Ranking the 5 Best Beatles Songs Likely Written About Paul McCartney’s ’60s Girlfriend Jane Asher

Before he met his wife Linda, Paul McCartney had a long-term girlfriend throughout some of the headiest times in Beatles history. British actress Jane Asher dated McCartney for about five years, until the relationship ended in 1968. Asher has never spoken to the press about her relationship with McCartney.

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But we do have some pretty good clues about what the relationship was like. That’s because McCartney wrote several songs that were almost definitely about his relationship with Asher, both the highs and lows of it. Here are the five best:

5. “I’m Looking Through You”

McCartney has spoken in interviews about this track being inspired by a fight with Asher. Perhaps that’s why it’s such an unflattering picture. The idea of “I’m Looking Through You” is the narrator no longer can trust his partner just based on her fetching appearance. In fact, none of his senses are working properly when it comes to her, as he can no longer believe in the evidence presented by his eyes and ears. Love has a nasty habit of disappearing overnight, he sings, which makes for a pretty good assessment of the fickle nature of romance.

4. “Things We Said Today”

This track was featured on the second side of A Hard Day’s Night, along with several other songs that were on the album but weren’t included in the movie. That’s probably why most of these songs are restrained and introspective in nature, as John Lennon and McCartney were afforded a rare opportunity in the early days to write without commercial concerns entering into the picture. “Things We Said Today” is interestingly ambivalent. While the lyrics seem loving, the narrator’s preoccupation with a far-off future suggests that maybe Macca always had an inkling that his time with Asher would be brief.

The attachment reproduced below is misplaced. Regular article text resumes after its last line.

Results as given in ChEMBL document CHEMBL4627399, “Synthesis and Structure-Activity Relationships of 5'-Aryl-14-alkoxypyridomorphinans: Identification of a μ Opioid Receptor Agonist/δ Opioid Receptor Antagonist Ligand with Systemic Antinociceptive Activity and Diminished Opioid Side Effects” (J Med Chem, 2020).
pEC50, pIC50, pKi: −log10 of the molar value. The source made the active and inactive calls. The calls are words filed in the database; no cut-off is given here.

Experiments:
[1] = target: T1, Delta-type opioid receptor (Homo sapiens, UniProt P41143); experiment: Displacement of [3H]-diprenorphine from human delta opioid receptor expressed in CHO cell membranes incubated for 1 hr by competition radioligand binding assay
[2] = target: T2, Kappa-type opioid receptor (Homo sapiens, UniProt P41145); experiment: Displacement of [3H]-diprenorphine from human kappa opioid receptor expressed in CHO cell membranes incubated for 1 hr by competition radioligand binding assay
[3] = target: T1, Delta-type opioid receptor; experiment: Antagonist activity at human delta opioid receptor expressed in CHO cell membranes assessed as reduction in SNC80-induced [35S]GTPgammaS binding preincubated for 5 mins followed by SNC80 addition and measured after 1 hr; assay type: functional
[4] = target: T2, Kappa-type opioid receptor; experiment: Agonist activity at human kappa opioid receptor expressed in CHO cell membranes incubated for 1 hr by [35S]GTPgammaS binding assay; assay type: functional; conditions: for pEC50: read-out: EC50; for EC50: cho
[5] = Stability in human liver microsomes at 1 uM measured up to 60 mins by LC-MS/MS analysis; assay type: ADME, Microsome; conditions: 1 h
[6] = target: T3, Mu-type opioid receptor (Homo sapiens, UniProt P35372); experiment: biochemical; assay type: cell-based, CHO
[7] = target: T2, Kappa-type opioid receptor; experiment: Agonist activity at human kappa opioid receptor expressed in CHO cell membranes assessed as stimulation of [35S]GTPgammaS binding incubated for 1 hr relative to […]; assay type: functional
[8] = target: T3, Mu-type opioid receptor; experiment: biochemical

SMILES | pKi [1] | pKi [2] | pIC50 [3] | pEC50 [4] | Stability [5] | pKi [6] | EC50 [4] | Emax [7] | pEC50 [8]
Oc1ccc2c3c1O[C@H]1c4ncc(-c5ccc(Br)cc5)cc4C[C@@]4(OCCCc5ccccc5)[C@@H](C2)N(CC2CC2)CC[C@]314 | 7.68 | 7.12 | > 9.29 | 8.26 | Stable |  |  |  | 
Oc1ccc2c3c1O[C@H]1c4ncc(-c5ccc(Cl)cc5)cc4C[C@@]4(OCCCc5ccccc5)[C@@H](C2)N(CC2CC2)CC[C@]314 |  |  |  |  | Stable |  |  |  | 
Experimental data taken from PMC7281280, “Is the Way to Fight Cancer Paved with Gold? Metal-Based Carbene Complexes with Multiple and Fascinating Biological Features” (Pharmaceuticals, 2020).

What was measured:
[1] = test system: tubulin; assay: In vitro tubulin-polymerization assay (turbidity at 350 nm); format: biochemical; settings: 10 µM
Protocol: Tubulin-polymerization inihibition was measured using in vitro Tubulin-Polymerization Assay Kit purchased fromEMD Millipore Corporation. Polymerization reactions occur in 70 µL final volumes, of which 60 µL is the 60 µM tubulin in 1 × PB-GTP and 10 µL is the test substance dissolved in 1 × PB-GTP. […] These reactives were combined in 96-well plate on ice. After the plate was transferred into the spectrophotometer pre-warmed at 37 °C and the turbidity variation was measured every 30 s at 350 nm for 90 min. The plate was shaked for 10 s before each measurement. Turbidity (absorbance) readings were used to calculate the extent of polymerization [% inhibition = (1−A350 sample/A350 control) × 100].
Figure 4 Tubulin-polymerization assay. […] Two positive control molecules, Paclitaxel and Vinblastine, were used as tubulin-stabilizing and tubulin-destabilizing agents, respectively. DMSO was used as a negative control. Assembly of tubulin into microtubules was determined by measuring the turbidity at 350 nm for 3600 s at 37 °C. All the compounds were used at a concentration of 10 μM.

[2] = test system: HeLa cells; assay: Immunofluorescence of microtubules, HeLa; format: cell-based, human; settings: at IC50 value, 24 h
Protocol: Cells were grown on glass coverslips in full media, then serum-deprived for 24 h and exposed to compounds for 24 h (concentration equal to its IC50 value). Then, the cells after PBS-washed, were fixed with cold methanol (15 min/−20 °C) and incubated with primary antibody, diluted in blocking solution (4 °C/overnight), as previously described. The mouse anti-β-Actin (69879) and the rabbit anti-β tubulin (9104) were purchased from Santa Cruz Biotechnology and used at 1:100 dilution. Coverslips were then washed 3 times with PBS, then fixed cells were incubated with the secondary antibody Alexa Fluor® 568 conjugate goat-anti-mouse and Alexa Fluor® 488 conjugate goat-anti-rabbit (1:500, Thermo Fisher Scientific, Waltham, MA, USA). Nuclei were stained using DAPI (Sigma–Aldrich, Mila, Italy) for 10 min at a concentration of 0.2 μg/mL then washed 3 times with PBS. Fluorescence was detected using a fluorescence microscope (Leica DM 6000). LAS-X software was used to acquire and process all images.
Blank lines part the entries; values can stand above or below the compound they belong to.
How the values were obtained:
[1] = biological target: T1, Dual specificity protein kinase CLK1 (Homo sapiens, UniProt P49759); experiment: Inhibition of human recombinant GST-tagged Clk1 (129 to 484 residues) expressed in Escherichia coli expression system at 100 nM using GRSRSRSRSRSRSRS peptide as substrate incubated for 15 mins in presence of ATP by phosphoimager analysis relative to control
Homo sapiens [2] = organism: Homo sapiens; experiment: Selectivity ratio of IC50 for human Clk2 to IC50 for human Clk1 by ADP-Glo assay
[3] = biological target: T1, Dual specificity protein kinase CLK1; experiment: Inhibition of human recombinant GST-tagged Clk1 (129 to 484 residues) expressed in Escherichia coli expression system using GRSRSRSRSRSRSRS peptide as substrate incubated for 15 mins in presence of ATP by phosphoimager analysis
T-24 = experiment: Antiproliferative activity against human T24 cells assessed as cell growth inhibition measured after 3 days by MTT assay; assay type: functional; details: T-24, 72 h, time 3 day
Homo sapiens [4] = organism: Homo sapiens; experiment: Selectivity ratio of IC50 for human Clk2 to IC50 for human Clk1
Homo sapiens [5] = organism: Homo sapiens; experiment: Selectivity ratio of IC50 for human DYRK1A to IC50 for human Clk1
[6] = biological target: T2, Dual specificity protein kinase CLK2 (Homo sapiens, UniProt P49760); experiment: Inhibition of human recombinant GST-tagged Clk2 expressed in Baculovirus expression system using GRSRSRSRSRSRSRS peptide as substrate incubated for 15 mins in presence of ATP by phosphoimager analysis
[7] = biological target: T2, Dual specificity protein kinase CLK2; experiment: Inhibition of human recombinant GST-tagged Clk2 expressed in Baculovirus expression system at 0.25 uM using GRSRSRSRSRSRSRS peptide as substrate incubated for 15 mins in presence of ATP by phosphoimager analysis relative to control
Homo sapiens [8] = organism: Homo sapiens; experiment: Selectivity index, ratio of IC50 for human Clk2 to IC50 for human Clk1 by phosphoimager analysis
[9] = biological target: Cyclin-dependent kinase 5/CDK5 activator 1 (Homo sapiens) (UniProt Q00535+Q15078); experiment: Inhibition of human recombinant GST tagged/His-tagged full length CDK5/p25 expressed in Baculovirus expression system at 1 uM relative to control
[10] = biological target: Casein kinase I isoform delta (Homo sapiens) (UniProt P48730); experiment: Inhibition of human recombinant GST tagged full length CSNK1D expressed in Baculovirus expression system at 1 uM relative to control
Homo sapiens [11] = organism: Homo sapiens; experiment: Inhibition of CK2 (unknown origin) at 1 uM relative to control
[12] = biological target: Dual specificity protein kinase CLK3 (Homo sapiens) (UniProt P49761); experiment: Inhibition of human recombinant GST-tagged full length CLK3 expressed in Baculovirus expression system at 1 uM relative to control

3. “You Won’t See Me”

Like “I’m Looking Through You,” this song appears on The Beatles’ 1965 album Rubber Soul. And there’s still another one to come on this list from around that same time period, suggesting that ’65 was a particularly tumultuous time in the couple’s relationship. In the case of “You Won’t See Me,” things get a bit rocky once again. The narrator gets frustrated at the lack of time the two have to spend together, which was probably a reasonable enough concern considering the busy schedules of the musician and actress. As the title implies, the possibilities for a happy reunion are trending in the wrong direction.

2. “We Can Work It Out”

This song might have been about McCartney and Asher, but Lennon’s writing contributions make for an interesting third-party assessment. If we’re to take this in conjunction with the two Rubber Soul songs about Asher, “We Can Work It Out” (also released in 1965, but as a single) can be heard as McCartney’s optimistic outlook about their ability to patch up any relationship fissures. But Lennon’s middle-eight offers another viewpoint: Life is very short and there’s no time for fussing and fighting. Even the music in that section goes to a darker place, as if Lennon is raining on this loving parade.

1. “Here, There and Everywhere”

You could say the inspiration for this all-time ballad was part Jane Asher, part Brian Wilson. Wilson, of course, influenced the music and its presentation, with the sighing backing vocals and McCartney’s falsetto getting a prime workout. But it’s Asher who lent the song the sentiment, how the narrator can shrug off the problems of the world whenever his girl is near. That kind of settled, reassuring love is something to which most people strive. And even though the McCartney/Asher union fizzled, “Here, There and Everywhere” suggests it once reached those dizzying heights.

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